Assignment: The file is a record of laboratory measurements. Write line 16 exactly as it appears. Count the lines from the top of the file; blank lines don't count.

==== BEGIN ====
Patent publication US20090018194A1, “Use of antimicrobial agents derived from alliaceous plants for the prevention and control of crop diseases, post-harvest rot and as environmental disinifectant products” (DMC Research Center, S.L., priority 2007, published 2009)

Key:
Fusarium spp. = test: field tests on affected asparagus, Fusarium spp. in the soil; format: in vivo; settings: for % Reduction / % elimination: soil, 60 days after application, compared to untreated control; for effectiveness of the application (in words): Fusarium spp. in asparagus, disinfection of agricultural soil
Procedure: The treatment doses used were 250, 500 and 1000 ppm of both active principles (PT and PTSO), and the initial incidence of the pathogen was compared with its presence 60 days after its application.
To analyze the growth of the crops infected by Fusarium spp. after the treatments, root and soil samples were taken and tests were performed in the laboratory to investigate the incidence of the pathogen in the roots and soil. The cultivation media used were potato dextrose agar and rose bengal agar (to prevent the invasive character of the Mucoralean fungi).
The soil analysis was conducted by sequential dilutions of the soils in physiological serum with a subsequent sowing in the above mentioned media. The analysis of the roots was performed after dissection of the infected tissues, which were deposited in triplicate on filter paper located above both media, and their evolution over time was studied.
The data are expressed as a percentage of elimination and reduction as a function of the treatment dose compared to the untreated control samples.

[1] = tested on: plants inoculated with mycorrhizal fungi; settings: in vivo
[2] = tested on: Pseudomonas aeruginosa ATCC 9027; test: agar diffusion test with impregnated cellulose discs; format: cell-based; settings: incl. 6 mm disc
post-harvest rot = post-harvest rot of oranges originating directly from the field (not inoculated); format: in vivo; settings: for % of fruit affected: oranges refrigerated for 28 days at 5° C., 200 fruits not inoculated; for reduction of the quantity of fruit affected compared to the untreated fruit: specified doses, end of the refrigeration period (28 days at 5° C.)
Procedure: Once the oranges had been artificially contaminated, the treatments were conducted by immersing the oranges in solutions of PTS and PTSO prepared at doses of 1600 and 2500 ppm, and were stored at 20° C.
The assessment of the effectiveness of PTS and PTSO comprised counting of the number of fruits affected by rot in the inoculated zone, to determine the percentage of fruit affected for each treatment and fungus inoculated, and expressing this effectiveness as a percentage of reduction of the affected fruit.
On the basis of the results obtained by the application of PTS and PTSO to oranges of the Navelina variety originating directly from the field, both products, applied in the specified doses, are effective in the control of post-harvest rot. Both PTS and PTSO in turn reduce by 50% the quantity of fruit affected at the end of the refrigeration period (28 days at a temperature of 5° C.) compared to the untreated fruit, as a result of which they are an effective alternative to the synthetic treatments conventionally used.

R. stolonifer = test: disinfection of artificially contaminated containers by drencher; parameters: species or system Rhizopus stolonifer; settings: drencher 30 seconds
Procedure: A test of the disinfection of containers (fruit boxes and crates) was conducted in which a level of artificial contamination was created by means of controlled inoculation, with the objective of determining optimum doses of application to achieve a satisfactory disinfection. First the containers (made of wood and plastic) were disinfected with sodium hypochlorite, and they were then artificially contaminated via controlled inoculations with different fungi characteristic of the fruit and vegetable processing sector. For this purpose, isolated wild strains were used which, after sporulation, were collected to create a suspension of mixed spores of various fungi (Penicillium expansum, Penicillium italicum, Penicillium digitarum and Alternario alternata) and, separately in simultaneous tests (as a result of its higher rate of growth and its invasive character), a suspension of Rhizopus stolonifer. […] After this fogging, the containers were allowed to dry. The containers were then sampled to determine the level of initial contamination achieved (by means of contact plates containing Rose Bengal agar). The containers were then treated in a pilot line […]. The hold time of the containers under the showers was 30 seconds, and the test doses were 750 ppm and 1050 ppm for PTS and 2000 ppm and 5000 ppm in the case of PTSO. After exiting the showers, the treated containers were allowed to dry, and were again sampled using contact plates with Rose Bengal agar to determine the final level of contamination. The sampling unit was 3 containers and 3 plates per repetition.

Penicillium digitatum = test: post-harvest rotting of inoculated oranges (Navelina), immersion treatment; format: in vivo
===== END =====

Penicillium digitatum = test: post-harvest rotting of inoculated oranges (Navelina), immersion treatment; format: in vivo